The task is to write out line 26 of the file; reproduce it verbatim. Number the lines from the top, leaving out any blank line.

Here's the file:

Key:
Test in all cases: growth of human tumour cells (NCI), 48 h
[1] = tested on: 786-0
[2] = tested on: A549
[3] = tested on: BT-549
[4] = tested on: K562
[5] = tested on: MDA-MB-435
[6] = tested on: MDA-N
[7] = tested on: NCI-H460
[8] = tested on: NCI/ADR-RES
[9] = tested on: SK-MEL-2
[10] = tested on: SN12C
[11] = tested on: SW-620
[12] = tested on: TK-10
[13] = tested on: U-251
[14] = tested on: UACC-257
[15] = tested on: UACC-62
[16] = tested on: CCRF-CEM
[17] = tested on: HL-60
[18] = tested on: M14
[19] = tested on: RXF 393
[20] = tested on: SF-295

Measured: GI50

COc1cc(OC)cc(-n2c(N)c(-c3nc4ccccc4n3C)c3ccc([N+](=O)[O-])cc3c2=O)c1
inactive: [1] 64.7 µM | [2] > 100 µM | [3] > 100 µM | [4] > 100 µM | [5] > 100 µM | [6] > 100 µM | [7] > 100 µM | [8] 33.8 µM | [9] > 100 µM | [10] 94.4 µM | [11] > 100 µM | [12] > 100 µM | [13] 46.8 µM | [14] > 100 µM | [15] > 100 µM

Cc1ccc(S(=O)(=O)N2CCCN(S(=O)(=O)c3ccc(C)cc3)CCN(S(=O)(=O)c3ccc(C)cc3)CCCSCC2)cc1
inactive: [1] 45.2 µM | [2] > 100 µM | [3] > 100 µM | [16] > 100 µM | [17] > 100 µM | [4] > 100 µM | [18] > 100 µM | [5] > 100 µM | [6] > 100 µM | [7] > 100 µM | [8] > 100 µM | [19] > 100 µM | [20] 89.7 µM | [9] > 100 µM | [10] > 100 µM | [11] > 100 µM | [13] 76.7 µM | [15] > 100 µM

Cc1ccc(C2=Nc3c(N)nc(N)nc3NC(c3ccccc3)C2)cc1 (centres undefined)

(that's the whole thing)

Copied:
Cc1ccc(S(=O)(=O)N2CCCN(S(=O)(=O)c3ccc(C)cc3)CCN(S(=O)(=O)c3ccc(C)cc3)CCCSCC2)cc1